"In Anglo-Saxon times every two villeins were required to maintain one of these dogs for the purpose of reducing the number of wolves and other wild animals. This would indicate that the Mastiff was recognised as a capable hunting dog..."
'The Complete Book of the Dog' by Robert Leighton (Cassell) 1922.

The author is grateful to the staff at Sotheby’s Picture Library, Christie’s Images Ltd., Bonhams, Getty Images, The Times Archive, Arthur Ackermann Ltd., David Messum Galleries, Richard Green & Co., Rountree Tryon Galleries, The Bridgeman Art Library, The Nature Picture Library, The National Art Library, The Wallace Collection, R Cox & Co., Lane Fine Art, The Kennel Club, The American Kennel Club, The National Trust, The Royal Collection – Photographic Services and private collectors, (especially the late Mevr AH (Ploon) de Raad of Zijderveld, Holland, who gave free use of her extensive photographic archive of sporting paintings), for their gracious and generous permissions to reproduce some of the illustrations used in this book.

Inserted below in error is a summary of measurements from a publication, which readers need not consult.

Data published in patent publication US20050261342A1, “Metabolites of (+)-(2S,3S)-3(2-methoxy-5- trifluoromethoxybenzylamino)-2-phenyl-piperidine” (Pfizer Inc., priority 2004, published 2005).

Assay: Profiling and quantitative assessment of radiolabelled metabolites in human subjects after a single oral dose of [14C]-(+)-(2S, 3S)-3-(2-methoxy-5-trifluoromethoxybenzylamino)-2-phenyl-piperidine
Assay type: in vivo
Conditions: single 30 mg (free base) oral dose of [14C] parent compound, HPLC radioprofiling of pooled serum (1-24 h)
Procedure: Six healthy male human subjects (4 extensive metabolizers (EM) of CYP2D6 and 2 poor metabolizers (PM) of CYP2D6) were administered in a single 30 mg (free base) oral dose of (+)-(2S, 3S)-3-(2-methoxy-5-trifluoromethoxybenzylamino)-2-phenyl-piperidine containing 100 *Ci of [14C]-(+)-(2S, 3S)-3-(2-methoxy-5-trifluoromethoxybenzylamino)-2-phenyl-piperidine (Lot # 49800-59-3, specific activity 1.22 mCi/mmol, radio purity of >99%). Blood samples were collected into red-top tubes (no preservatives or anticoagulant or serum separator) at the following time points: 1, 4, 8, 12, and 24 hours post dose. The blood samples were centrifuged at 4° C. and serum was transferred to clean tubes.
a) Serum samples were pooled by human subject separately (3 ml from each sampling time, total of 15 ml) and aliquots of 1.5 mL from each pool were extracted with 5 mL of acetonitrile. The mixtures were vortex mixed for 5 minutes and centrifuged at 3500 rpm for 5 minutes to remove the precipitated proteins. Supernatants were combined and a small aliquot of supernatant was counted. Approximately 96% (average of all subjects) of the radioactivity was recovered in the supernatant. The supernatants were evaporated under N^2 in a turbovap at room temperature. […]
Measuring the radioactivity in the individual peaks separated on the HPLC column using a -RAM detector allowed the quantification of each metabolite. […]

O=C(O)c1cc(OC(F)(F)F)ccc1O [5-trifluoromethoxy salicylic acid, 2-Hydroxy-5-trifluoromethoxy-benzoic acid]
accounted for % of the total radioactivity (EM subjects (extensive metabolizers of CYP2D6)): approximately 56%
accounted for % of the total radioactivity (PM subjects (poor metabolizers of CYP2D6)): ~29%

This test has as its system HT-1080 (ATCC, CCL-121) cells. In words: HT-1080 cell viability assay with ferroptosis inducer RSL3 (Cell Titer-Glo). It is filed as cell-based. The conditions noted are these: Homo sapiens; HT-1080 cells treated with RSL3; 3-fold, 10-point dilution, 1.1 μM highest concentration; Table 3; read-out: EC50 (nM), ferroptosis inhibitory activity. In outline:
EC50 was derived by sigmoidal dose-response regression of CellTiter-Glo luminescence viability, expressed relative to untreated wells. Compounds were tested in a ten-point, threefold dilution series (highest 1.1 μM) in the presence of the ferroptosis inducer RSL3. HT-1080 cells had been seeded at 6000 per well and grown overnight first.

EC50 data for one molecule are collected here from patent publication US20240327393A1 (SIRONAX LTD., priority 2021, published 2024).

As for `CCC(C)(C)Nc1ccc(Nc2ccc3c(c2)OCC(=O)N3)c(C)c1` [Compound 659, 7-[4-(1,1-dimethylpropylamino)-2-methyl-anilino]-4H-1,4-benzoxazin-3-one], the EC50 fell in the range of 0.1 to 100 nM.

A number of the illustrations in this book lack pictorial quality but are included because uniquely they either contribute historically to or best exemplify the meaning of the text. Old depictions do not always lend themselves to reproduction in today’s higher quality print and publishing format. Those that are included have significance beyond their graphic limitations and I ask for the reader’s understanding over this.
Where quotes are used, they are used verbatim, despite any vagaries in spelling, irregular use of capital letters or departures from contemporary grammar. For me, it is important that their exact form, as presented by the author originally, is displayed, as this can help to capture the mood of those times.